Dinner with Jesus at Eas+er time. 2018. Luke 22.14-23
At sundown of that same day in Jerusalem, thirteen men meet to celebrate the Passover in a great gray hall, in an upper room in a house on Mt. Zion. In the tall-roofed chamber, the only furnishings are rattan divans and a long oaken table, on which tall candles burn. The flickering flames play upon the sturdy figures of the disciples and flash their distorted shadows against the un-windowed walls. Can you see it?
On that afternoon their sacrificial lamb had been properly and ritually killed in the forecourt of the Temple sanctuary. Soon now, the roasted Pesach will be eaten when the day of the Passover is legally come, as it has been for a thousand years.
In spite of the warnings Jesus has given the Twelve, none believe that this will be their last meal together, evidenced by the fact that they argue once again about who would be the greatest among them in the kingdom of heaven. Jesus models servanthood as he washes all of the disciples' feet before they begin their meal; Paul aptly describes, "he made himself nothing by taking the very nature of a servant."1
The men are still too earthbound and too worldly to grasp the great historical realities of the drama in which they are actors, playing as a group, a major role. No doubt, some in the room have noticed that a strange mood has fallen on the treasurer and keeper of the bag. Tonight the son of Simon Iscariot seems afflicted with melancholy; pale, glassy-eyed--it is as if Judas is looking upon some dire vision, visible only to him.
Jesus sits at the table, surrounded by the twelve familiar faces he loves, "I have eagerly desired to eat this Passover with you before I suffer." Jesus emphatically says," For I tell you, I will not eat it again until it finds fulfillment in the kingdom of God."
And then, after a long silence, he lifts his voice in one of the familiar psalms of David. The first of four cups of wine is blessed and passed: "Blessed be Thou, O Lord, our God, Thou King of the world Who has created the fruit of the vine!" And the Kiddush, Cup of Blessing, is drunk. Each has his portion, then, of the bitter herbs, endive and lettuce, dipped in a compote of almonds, nuts, and figs (reminiscent of the bricks their ancestors had to make without straw). With this bitter dish they eat the bread of misery, the Matzah reminding them of the hasty flight out of Egypt (when there was no time for the bread to rise as they escaped Pharaoh's men). The Cup of Judgment recalls this bitter time for the Hebrews. Then they eat the lamb, and drink a third cup, which, as good and religious Jews, they all know to be the Cup of Redemption. Note: He who will be their redemption passes them the cup this night.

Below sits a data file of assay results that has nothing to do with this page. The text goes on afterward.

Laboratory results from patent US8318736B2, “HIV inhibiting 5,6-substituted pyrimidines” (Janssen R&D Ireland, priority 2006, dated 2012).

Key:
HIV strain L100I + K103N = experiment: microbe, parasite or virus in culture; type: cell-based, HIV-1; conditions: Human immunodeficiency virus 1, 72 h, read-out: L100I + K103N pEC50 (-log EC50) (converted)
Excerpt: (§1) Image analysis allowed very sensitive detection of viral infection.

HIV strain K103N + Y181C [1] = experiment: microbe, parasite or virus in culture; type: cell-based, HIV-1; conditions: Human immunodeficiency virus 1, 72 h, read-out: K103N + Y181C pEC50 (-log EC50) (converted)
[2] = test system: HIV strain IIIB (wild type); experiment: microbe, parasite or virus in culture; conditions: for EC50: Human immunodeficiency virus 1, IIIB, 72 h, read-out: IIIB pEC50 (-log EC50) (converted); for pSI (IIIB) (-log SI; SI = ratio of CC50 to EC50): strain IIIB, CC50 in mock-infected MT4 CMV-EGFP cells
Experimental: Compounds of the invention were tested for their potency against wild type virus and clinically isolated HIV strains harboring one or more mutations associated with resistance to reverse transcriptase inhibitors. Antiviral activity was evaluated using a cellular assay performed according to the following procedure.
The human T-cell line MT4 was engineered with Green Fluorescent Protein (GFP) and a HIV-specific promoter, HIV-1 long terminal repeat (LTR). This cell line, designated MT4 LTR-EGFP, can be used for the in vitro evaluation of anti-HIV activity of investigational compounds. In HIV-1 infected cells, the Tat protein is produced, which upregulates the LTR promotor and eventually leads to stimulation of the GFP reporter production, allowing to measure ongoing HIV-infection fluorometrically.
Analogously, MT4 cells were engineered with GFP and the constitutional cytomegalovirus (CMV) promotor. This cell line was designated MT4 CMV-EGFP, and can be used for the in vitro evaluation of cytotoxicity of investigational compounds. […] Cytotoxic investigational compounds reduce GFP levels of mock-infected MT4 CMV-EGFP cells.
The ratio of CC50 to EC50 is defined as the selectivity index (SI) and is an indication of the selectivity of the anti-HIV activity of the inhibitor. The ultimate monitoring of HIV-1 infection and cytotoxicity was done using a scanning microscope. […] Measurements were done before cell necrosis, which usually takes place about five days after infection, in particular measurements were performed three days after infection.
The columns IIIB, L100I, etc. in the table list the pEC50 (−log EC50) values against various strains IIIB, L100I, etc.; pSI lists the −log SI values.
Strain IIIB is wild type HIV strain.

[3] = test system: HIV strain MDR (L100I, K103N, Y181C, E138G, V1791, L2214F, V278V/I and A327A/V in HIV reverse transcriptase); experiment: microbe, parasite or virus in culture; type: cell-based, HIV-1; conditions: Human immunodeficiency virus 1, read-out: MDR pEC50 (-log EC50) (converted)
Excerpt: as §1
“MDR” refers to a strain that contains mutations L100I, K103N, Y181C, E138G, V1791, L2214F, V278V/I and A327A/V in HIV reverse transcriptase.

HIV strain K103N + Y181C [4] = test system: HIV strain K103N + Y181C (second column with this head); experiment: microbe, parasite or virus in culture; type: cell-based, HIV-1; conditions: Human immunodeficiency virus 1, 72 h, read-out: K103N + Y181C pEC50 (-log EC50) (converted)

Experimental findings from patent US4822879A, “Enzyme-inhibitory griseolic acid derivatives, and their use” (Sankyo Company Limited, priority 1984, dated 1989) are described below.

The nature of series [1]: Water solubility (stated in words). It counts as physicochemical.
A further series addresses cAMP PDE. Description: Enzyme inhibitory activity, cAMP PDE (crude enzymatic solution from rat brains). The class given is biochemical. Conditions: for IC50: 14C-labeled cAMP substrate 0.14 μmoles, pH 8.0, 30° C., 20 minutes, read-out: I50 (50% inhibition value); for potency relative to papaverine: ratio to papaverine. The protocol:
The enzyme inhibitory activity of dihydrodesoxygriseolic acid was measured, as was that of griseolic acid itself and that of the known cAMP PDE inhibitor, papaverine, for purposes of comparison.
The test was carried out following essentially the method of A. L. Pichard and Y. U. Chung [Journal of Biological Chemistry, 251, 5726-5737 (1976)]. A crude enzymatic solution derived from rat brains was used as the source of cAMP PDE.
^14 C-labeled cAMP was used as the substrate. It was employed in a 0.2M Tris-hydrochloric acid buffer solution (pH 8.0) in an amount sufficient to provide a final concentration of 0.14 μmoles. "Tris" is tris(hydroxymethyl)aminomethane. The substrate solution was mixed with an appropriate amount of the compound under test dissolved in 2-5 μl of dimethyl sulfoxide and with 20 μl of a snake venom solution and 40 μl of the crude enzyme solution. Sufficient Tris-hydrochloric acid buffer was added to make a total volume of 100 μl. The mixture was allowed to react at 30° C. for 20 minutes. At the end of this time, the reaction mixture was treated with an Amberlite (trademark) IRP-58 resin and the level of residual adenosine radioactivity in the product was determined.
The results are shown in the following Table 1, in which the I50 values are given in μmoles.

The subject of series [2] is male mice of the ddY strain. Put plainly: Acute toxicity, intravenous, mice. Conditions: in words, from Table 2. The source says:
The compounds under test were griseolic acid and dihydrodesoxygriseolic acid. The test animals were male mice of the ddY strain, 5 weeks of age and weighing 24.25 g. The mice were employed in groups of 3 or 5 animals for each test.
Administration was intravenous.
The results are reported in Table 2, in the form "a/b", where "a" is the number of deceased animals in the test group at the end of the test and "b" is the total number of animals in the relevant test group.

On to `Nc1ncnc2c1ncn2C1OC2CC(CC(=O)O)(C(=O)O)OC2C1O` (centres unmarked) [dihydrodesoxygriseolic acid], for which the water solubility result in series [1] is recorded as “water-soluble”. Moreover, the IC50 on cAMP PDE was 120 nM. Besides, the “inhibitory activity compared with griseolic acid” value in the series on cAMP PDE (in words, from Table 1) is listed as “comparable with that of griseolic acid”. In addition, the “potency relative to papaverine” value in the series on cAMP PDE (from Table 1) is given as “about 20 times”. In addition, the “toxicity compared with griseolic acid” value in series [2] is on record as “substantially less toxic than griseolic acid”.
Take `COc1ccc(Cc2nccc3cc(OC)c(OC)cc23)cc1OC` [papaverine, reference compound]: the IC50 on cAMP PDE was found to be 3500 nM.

And then--Jesus stops and looks around, tells them that one of them is about to betray him. And while the men look from person to person, trying to decide who could do such a thing, the guilty one has a chance to reconsider the deal he has struck to apprehend the Lord. "He it is to whom I shall reach bread dipped," Jesus answers.
And then the Master dips a morsel of bread in the dish of lamb and gravy and then very quietly holds it out toward Judas. The voice of the treasurer trembles as he gasps: "Is it I, Master?" "You have said it," answers Jesus. Even now he cannot keep the pity from his eyes. "That which you do, do quickly." Judas eats the morsel, and runs from the room, the door slamming loudly behind him. Silence hangs in the room for a while.
Jesus then takes the bread and breaks it, passing a piece to each of the eleven, as he says, "Take you and eat. This is my body." They eat together. Then, he takes the chalice and fills it with wine, like has been done since the early days. Only, once Jesus has given thanks, and passes the chalice of wine, he says, "Drink you all of this. For this is my blood of the new testament which shall be shed for many for the remission of sins. Do this for a commemoration of me." This is the Cup of Praise, and alas, the Lord's Supper is born.2
Such a night is this--and really, the disciples' understanding is so limited. Our Lord shows himself to be the fulfillment of the symbolism of the Passover meal--the ultimate Pesach, Sacrificial Lamb, slain once for all.
It is always good to look back and remember that God is good. Somehow realizing how he became the sacrificial lamb for us-our Passover Lamb--reminds me of just how very good he is indeed!
Someday, I will have dinner with Jesus. You?
Sources --The Greatest Story Ever Told, 1952, Doubleday (found this treasure in an old bookstore) "Messianic Passover Haggadah" Chosen People Ministries
"Passover Haggadah" Rabbi Bernard Levy.
1- Philippians 2.7
2 - The four cups come out of Exodus 6.6,7